The Top 10 Most Venomous Snakes in the World

There are more than 3000 types of snakes on the planet. About 600 of them are poisonous. Most of them don’t attack humans unless they are threatened and can’t find a way out. However, it is natural to wonder which is the most venomous snake in the world because they are the ones you want to avoid. Their bite is so dangerous that they can kill you before help arrives.

Scientists measure how venomous a snake is using a toxicology test called the median lethal dose, LD50. This test tells biologists which snakes can kill at least 50% of laboratory animals with a bite on a muscle. By applying this scale, we can determine which are the most venomous snakes in the world. Using this ladder, here are the ten that go up to the top.

# 10 most venomous snakes in the world: common Indian krait (Bungarus caeruleus)
Most poisonous snakes in the world – common Indian krait
The common Indian krait is a very venomous snake that lives on the Indian subcontinent.
Common Indian kraft lives in India, Sri Lanka, Afghanistan, Bangladesh, and Nepal in various terrains. This snake which is generally around 3 feet long can grow up to 6 feet in length. It hides in a hole or under a pile of debris for most of the day. Go from being slow during the day to being very active at night.

In India, this snake is considered to be one of the four that kills most humans through its venom. When threatened, it bites its victim and clings to deliver far more venom than the average snake. Many people think they are fine after being bitten by one because the sting doesn’t hurt. Therefore, they do not seek immediate medical attention. Subsequently, abdominal pain begins and the person dies.

# 9 Most Venomous Snakes in the World – Yellow Bellied Sea Snake (Pelamis platurus)
Most venomous snakes in the world – Yellow-bellied sea snake
Although the yellow-bellied sea snake is one of the most venomous snakes in the world, no human deaths have been reported.
The yellow-bellied sea snake spends most of its life in the shallow waters of the Pacific Ocean. It usually dies quickly from exhaustion or heat if a storm brings it ashore. Most humans pose no threat to this species because they are not in the same habitat, but their venom is one of the deadliest in the world. It often uses its poison to kill the fish it wants to eat.

The boomslang lives in trees in most of Africa, especially in Swaziland, Botswana, Namibia, Mozambique, and Zimbabwe. This snake often attacks its prey before they even see it coming. The boomslang prefers warm weather and hibernates in bird nests during colder weather. These snakes are very solitary animals and will even use their venom to kill other boomslang snakes when they are hungry. This snake’s fangs are located further back in their mouth than most snakes. Once bitten, the victim bleeds to death because the poison blocks the body’s ability to form blood clots.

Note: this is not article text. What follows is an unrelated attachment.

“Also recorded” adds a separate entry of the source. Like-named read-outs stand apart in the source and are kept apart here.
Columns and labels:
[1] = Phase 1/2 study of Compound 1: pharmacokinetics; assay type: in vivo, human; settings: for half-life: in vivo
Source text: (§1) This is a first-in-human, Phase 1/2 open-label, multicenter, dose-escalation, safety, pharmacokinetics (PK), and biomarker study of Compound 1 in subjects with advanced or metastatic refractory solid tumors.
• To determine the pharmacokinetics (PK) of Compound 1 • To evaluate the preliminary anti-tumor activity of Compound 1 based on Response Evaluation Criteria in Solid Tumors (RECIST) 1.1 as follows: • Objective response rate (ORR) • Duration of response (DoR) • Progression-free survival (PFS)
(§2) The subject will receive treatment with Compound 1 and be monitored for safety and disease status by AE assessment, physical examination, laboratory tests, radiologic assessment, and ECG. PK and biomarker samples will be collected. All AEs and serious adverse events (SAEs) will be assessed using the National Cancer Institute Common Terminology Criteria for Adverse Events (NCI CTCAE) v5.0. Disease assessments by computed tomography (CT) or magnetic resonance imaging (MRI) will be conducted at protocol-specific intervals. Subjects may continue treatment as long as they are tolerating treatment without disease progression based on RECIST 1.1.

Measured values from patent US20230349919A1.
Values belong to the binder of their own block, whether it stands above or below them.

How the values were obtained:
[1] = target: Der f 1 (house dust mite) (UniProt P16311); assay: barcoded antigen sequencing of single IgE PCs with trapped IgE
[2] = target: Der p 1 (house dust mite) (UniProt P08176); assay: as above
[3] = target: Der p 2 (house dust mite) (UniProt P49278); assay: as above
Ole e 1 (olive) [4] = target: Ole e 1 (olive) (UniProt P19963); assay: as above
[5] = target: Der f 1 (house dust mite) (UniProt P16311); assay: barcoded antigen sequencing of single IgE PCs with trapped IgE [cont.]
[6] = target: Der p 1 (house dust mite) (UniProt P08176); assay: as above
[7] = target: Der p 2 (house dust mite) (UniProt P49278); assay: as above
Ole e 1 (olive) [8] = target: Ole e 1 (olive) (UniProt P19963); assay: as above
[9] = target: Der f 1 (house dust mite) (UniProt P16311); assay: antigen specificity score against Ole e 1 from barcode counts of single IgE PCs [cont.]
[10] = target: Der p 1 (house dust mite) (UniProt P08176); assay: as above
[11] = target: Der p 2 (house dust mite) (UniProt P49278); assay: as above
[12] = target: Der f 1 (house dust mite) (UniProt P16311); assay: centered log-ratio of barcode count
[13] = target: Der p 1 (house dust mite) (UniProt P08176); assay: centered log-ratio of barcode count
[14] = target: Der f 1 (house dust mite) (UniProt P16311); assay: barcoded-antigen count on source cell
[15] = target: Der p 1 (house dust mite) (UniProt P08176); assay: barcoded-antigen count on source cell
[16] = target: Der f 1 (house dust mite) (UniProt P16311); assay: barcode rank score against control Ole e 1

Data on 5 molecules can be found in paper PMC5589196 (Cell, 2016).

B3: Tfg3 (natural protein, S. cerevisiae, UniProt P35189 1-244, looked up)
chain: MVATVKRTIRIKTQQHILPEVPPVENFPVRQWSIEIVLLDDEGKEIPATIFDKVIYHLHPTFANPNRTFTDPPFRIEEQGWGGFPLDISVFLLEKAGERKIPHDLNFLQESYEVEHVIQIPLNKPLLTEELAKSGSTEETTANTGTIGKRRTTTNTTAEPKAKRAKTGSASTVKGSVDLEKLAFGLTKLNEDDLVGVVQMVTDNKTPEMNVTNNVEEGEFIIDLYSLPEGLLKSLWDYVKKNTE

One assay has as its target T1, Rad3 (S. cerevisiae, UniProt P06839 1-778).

# 7 most venomous snakes in the world: tiger rattlesnake (Crotalus tigris)
The most venomous snakes in the world: tiger rattlesnake
The highly venomous tiger rattlesnake has a heat-sensitive sensory organ on either side of its head that helps it find warm-blooded prey.
The tiger rattlesnake lives in Arizona, California, and northern Mexico. Most tiger rattlesnakes grow between 18 and 36 inches tall when mature and weigh around 16 ounces. It has the smallest head of all rattlesnakes and a huge rattlesnake. It is easily recognized by its shovel-shaped head. Like other rattlesnakes, it will shake the bells before attacking. Their venom is the most venomous of all neotropical rattlesnakes. The poison causes the victim’s circulatory system to stop working, causing the victim to bleed to death.

# 6 Most venomous snakes in the world – Black Mamba (Dendroaspis polylepis)
The most poisonous snakes in the world – Black Mamba
The Black Mamba is the longest venomous snake in Africa, reaching up to 14 feet in length.
The black mamba lives in the sub-Saharan areas of southern and eastern Africa. He prefers to establish a permanent home, often on a termite mound. Despite the name, these snakes are rarely black. Instead, they are olive, brownish gray, or khaki in color. Most don’t grow to over 9 feet, but rare cases of snakes up to 15 feet have been reported. Unlike many snakes, when the black mamba emerges from its egg, its fangs are fully functional. These snakes can move up to 20 kilometers per hour. When in a hurry, they keep about 33% of their body off the ground. Once bitten, a person can die within 30 minutes because the poison paralyzes the victim’s body.

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